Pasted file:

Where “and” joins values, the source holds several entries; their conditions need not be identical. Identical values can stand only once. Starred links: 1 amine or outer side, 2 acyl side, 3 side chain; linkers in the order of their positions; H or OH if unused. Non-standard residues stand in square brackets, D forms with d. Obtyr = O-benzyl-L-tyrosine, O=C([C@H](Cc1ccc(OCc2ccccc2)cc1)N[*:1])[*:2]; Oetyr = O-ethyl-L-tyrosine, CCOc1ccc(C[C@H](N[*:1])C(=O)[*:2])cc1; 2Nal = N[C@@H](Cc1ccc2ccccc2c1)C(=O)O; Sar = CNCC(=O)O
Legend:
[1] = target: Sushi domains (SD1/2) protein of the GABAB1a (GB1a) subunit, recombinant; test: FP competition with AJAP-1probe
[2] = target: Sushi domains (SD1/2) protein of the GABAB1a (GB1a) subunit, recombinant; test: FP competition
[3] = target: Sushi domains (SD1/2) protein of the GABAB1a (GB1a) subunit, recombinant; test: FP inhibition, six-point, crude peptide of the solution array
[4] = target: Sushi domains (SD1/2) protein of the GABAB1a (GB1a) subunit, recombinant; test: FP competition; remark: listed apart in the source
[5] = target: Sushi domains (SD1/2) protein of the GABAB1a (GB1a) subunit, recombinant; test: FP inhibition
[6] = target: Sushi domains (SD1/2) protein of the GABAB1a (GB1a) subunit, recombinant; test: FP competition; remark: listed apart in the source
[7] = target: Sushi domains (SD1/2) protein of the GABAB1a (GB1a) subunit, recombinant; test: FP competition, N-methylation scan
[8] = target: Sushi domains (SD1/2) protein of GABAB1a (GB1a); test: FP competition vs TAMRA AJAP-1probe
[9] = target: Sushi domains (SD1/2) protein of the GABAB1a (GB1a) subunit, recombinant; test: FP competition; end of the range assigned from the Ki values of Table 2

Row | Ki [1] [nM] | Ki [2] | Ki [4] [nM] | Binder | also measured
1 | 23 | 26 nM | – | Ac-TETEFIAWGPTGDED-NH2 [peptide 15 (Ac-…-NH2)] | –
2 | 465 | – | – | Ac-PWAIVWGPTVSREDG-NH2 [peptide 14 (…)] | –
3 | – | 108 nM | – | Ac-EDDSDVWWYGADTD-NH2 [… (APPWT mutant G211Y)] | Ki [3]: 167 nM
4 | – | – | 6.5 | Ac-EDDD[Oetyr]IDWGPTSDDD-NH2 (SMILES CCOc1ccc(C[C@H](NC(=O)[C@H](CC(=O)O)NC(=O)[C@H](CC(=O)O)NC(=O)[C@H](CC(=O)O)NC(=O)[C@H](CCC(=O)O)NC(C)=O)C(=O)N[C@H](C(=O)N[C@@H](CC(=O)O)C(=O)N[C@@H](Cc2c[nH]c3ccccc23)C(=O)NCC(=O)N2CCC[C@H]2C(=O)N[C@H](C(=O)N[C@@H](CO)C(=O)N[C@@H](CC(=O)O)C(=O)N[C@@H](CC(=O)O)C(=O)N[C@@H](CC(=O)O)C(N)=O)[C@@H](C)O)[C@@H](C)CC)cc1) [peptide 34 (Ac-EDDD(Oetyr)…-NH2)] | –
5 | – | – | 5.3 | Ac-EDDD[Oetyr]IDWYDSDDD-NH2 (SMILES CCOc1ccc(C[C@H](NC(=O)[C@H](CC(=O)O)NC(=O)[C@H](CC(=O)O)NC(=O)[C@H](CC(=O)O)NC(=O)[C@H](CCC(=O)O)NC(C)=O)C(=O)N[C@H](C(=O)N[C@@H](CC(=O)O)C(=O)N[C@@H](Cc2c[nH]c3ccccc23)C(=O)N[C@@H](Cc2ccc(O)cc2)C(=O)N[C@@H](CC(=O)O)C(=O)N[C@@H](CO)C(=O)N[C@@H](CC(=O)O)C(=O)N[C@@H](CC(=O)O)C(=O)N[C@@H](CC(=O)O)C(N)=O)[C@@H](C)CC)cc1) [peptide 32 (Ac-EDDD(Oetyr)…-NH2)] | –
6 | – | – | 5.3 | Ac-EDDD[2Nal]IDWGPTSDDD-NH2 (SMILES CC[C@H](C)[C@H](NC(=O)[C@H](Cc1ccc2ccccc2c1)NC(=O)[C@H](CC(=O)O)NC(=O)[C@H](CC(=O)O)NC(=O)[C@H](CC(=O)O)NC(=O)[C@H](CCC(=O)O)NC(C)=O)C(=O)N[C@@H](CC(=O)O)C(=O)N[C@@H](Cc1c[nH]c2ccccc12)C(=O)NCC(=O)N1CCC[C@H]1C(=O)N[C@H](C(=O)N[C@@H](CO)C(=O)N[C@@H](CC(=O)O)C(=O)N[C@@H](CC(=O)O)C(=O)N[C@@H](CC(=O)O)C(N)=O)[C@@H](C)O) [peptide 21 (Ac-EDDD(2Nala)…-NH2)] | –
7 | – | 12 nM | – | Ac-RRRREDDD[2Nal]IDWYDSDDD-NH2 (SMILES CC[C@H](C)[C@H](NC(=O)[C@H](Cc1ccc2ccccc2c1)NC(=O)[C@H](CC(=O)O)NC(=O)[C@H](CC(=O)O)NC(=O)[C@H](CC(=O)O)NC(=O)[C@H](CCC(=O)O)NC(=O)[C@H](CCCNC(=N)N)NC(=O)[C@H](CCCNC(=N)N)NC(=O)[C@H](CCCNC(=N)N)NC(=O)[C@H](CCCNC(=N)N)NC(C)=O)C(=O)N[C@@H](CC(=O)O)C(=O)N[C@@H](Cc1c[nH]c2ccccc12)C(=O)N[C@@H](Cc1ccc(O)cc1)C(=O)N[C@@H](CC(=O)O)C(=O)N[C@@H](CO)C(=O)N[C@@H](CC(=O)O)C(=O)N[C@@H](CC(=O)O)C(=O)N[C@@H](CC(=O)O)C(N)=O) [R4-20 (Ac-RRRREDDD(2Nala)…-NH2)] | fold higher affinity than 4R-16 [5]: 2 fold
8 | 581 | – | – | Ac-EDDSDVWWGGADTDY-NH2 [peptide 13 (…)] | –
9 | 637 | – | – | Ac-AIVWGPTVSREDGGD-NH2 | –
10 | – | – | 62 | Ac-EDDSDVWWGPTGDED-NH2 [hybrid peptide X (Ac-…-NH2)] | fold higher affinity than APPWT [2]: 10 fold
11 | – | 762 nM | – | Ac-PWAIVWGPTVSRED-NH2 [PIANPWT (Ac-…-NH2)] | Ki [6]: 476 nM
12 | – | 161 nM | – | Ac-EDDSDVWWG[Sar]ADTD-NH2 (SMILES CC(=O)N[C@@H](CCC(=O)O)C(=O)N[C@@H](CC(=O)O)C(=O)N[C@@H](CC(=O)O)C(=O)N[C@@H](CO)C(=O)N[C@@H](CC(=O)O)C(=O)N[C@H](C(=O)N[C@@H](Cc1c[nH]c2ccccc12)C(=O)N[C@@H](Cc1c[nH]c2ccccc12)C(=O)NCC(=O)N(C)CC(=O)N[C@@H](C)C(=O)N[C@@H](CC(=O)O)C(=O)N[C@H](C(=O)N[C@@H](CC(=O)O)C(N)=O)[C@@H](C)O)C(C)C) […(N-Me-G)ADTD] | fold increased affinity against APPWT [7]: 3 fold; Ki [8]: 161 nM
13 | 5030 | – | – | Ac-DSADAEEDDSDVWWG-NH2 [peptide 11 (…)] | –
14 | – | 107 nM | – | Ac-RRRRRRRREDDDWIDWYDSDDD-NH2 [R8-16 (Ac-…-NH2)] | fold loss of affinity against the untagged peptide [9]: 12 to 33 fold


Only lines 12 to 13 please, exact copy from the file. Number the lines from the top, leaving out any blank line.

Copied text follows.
Row | Ki [1] [nM] | Ki [2] | Ki [4] [nM] | Binder | also measured
1 | 23 | 26 nM | – | Ac-TETEFIAWGPTGDED-NH2 [peptide 15 (Ac-…-NH2)] | –